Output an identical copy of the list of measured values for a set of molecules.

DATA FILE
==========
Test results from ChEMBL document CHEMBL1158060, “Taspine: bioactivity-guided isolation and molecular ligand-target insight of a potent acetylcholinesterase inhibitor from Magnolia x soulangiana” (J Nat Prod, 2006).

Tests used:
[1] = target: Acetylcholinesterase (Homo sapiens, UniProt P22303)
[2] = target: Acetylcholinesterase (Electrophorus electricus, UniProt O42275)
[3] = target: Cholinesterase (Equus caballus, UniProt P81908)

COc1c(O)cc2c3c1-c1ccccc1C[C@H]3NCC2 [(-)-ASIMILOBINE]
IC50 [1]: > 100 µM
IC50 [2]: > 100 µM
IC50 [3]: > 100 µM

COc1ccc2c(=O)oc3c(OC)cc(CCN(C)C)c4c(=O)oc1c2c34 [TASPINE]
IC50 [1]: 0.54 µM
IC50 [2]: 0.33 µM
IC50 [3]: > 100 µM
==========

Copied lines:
Test results from ChEMBL document CHEMBL1158060, “Taspine: bioactivity-guided isolation and molecular ligand-target insight of a potent acetylcholinesterase inhibitor from Magnolia x soulangiana” (J Nat Prod, 2006).

Tests used:
[1] = target: Acetylcholinesterase (Homo sapiens, UniProt P22303)
[2] = target: Acetylcholinesterase (Electrophorus electricus, UniProt O42275)
[3] = target: Cholinesterase (Equus caballus, UniProt P81908)

COc1c(O)cc2c3c1-c1ccccc1C[C@H]3NCC2 [(-)-ASIMILOBINE]
IC50 [1]: > 100 µM
IC50 [2]: > 100 µM
IC50 [3]: > 100 µM

COc1ccc2c(=O)oc3c(OC)cc(CCN(C)C)c4c(=O)oc1c2c34 [TASPINE]
IC50 [1]: 0.54 µM
IC50 [2]: 0.33 µM
IC50 [3]: > 100 µM